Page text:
Nathan’s eyes flew open. Sounds, screams and gunshots penetrated the cold air of his upstairs bedroom. The pungent smell of smoke invaded his nose. He coughed.
Am I having a nightmare? Shadows danced wildly across the ceiling and down the walls.
Heart pounding, he threw off his covers, jumped out of bed, and rushed to the window. His little brother, Israel, followed.
“What is it, Nathan?” Israel whispered.
Nathan pulled his brother against the wall behind him.
“Hey! I want to see!”
“Shush, Israel.” Nathan looked through the window at the valley below, his heart racing. Men in long coats and fur hats were running through the village brandishing swords and raising rifles.
The Bukolovs’ and the Gorbenkos’ houses were burning. Bodies lay on the ground. He couldn’t tell who they were, but he knew they were friends.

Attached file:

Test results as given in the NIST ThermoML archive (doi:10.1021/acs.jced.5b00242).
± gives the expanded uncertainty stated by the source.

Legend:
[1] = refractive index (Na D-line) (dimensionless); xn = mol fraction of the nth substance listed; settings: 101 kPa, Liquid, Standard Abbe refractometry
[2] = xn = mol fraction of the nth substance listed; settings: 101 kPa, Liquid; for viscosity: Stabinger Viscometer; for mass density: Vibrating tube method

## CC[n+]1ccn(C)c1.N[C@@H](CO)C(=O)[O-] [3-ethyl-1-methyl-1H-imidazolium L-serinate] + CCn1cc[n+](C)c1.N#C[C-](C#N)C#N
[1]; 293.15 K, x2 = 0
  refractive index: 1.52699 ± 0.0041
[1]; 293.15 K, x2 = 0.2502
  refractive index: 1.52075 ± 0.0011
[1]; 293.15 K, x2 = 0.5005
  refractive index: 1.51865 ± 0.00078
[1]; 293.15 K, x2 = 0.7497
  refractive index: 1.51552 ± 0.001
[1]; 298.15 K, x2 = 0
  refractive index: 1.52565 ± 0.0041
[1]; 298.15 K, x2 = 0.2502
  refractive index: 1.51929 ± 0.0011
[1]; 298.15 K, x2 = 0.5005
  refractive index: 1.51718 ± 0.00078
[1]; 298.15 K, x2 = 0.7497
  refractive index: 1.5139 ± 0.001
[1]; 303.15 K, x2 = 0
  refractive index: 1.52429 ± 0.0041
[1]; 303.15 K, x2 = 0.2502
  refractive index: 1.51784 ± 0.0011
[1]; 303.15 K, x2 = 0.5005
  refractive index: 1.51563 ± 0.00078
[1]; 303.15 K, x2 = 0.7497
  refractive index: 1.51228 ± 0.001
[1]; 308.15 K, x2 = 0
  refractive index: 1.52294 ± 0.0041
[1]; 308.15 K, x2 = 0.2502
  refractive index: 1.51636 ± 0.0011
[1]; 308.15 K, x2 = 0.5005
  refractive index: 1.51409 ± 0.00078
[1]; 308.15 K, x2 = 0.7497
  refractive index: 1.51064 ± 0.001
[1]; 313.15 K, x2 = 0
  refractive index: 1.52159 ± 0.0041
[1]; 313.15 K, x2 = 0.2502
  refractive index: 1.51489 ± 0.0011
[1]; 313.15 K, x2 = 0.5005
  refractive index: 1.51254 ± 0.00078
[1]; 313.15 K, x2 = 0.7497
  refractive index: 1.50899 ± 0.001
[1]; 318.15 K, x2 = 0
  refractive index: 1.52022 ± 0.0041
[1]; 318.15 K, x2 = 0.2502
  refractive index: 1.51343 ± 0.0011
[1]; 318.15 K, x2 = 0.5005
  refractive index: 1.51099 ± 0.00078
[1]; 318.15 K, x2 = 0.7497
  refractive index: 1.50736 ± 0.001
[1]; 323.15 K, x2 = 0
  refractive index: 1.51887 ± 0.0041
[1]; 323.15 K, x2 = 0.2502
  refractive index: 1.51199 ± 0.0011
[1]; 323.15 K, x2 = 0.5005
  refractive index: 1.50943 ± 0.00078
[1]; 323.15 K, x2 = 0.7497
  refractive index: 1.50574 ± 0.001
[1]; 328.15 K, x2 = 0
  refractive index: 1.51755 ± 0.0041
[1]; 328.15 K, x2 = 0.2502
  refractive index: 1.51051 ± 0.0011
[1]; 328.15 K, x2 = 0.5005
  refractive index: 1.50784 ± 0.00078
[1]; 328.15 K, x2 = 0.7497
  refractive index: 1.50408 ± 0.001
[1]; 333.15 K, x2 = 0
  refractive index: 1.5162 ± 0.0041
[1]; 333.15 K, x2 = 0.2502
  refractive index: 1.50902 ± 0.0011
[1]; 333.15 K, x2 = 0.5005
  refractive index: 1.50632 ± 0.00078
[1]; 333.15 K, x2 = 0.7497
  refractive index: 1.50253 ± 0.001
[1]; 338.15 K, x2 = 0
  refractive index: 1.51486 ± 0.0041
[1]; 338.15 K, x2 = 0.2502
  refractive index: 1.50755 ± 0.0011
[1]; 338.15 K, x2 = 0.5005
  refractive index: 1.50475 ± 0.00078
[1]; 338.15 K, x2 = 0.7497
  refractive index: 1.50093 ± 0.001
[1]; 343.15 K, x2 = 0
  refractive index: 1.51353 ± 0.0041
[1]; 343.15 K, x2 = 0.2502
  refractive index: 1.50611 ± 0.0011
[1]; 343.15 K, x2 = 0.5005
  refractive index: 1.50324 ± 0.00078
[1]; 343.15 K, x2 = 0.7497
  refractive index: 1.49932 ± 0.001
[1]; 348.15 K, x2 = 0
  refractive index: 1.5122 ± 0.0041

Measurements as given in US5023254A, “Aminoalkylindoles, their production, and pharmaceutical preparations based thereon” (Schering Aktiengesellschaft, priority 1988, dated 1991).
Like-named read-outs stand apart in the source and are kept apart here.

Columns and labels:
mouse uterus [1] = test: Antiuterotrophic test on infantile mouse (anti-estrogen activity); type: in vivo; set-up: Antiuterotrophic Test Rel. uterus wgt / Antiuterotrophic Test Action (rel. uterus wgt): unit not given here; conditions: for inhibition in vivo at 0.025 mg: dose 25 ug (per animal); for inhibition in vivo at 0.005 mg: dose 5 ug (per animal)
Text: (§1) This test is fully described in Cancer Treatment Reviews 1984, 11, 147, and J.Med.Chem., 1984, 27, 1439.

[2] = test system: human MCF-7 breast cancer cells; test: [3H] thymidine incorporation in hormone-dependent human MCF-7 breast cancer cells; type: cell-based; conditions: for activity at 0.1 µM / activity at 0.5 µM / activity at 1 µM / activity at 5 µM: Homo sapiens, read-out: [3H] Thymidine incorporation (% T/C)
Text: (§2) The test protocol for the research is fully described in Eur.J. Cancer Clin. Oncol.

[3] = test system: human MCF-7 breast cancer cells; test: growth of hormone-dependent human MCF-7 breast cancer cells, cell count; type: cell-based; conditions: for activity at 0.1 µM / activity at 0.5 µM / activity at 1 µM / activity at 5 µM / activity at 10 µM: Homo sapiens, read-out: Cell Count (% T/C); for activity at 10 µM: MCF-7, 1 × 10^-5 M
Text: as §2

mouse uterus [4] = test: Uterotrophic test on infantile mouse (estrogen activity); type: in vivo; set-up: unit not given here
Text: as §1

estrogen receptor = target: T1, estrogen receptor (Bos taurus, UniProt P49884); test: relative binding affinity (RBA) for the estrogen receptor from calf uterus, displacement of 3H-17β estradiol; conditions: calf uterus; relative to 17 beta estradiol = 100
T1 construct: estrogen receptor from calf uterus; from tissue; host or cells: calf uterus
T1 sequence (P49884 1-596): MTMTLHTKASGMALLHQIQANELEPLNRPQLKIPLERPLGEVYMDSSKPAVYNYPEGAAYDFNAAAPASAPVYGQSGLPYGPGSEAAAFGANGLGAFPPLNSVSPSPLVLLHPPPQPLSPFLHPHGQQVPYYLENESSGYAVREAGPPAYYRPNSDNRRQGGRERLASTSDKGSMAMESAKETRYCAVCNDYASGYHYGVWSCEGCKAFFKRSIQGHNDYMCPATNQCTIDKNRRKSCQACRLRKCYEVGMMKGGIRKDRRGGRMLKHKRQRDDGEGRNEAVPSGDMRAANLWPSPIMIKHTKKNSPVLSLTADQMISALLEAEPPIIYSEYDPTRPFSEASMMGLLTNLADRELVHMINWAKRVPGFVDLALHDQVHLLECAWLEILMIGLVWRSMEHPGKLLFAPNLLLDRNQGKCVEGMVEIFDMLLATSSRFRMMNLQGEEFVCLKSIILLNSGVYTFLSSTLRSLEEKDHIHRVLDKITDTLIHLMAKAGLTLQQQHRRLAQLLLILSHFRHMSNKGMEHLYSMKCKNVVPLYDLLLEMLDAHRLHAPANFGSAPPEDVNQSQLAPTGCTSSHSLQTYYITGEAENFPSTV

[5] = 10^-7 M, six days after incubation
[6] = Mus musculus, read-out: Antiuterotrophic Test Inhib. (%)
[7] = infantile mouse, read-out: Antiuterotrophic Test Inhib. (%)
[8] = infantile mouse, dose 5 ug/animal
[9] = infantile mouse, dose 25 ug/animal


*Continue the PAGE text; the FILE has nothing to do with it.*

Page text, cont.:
Momma rushed into the room. “Get away from that window, Nathan!”
“Those are Cossack soldiers, Momma!”
“Cossacks,” echoed Israel.
“Get dressed, Nathan. Hurry.”
Nathan hesitated at the window.
“Now!” she shouted, grabbing him with such force he lost his balance. “Get dressed. Bring your coat.”
Nathan turned from the window.
Momma pulled Israel’s clothes from the hook behind the door, hurried him into them, and down the stairs.
Nathan shoved his trembling hands into his shirt, the horrible scenes replaying in his mind—houses ablaze, soldiers on horseback, dead bodies, his friends in terror.
Why are the Cossacks here? What do they want?